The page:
I have always wanted to read the HP series. But the recent viewing of Harry Potter and the Deathly Hollows PT 1 clinched it for me. I suddenly realized that I had no idea why this character was who he was, and what the reasoning behind any of the films was. Now reading the books, I am being filled in on many of the stories behind the characters which are not completely illustrated in the films. I tried watching The Prisoner of Azkaban right after reading the book, and I could not do it. The movie was like a flip book of the original story.
To start, I have to say that I have the utmost respect for JK Rowling. I am not sure what help she had in putting this together, but I think the project is brilliant. The first book, Harry Potter and The Sorcerer’s Stone, reads pretty much like any other book of this genre. We are introduced to the boy character. The book seems to be aimed at the 10 – 12 year old market, and the feeling you get is that the intention was to continue in this vein. But somewhere along the line, someone had the genius to realize that the generation of kids who were making this series such a success, were going to get older with the release of each book. Subsequently, each book gets more serious as we progress into the rich world of HP. Where the first book is only about 320 pages, the 5th book tops out at over 800 pages. The worlds that she creates become more and more elaborate, and the trials young Harry has to endure become more and more serious.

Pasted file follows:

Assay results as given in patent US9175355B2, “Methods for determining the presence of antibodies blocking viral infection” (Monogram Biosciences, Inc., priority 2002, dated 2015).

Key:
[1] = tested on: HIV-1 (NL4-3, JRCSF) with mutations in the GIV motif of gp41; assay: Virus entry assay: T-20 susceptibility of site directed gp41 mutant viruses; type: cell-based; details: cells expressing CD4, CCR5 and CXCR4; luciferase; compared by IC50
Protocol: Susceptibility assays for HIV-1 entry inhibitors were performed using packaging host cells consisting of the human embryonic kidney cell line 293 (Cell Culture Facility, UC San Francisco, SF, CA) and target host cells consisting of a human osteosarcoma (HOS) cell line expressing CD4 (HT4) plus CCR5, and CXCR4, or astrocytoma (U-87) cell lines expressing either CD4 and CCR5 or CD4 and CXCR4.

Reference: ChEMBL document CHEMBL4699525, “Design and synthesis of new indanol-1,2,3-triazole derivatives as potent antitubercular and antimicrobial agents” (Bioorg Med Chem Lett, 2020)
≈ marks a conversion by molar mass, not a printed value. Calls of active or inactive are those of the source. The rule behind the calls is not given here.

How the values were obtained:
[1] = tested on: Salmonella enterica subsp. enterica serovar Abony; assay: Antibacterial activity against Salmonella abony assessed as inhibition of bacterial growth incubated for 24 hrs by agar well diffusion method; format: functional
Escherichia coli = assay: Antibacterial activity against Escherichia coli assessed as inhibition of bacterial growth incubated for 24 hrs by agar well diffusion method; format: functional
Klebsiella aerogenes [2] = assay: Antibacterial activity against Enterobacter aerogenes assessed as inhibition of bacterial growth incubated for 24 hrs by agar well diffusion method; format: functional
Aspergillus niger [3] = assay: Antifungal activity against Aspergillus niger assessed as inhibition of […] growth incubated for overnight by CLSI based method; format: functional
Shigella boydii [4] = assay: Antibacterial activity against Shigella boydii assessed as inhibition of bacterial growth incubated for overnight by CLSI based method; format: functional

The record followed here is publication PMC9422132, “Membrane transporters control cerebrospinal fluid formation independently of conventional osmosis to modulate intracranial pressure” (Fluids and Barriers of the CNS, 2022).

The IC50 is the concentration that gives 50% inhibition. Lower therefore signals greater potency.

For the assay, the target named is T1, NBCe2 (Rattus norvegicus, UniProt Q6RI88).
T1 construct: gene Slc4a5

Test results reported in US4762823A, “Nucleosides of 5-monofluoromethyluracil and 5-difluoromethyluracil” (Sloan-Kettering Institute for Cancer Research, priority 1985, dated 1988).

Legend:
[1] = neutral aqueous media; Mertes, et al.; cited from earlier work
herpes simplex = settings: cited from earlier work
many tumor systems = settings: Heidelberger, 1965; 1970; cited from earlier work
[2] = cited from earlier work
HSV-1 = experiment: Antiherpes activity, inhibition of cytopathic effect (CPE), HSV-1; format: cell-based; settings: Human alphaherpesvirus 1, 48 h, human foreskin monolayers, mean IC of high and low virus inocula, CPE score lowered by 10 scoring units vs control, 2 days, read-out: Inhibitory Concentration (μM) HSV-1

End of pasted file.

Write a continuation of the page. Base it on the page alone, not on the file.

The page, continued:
I am not going to venture to interpret what I think the HP series is trying to represent. Certainly we can see from the 7th film, that the wizard world is moving into a Third Riech type scenario, with Voldemort being a kind of Adolph Hitler. What I do want to speak briefly about, is the educational world that surrounds Mr. Potter.